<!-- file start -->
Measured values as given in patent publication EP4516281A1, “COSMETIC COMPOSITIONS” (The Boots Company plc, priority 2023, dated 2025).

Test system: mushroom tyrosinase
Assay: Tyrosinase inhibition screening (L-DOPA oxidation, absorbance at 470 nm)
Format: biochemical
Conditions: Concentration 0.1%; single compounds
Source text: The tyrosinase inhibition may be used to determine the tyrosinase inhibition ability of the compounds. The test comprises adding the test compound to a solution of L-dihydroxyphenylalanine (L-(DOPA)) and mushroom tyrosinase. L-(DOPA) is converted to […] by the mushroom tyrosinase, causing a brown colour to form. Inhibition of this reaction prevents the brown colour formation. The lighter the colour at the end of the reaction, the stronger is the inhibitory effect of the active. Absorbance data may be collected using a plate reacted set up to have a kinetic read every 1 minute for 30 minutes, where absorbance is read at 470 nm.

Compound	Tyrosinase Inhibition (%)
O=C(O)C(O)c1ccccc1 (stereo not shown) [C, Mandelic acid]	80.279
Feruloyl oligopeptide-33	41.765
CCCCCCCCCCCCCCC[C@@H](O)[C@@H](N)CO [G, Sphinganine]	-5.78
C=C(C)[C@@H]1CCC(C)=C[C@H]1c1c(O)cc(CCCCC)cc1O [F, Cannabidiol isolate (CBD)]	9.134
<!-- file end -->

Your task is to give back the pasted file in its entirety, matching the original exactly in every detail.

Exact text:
Measured values as given in patent publication EP4516281A1, “COSMETIC COMPOSITIONS” (The Boots Company plc, priority 2023, dated 2025).

Test system: mushroom tyrosinase
Assay: Tyrosinase inhibition screening (L-DOPA oxidation, absorbance at 470 nm)
Format: biochemical
Conditions: Concentration 0.1%; single compounds
Source text: The tyrosinase inhibition may be used to determine the tyrosinase inhibition ability of the compounds. The test comprises adding the test compound to a solution of L-dihydroxyphenylalanine (L-(DOPA)) and mushroom tyrosinase. L-(DOPA) is converted to […] by the mushroom tyrosinase, causing a brown colour to form. Inhibition of this reaction prevents the brown colour formation. The lighter the colour at the end of the reaction, the stronger is the inhibitory effect of the active. Absorbance data may be collected using a plate reacted set up to have a kinetic read every 1 minute for 30 minutes, where absorbance is read at 470 nm.

Compound	Tyrosinase Inhibition (%)
O=C(O)C(O)c1ccccc1 (stereo not shown) [C, Mandelic acid]	80.279
Feruloyl oligopeptide-33	41.765
CCCCCCCCCCCCCCC[C@@H](O)[C@@H](N)CO [G, Sphinganine]	-5.78
C=C(C)[C@@H]1CCC(C)=C[C@H]1c1c(O)cc(CCCCC)cc1O [F, Cannabidiol isolate (CBD)]	9.134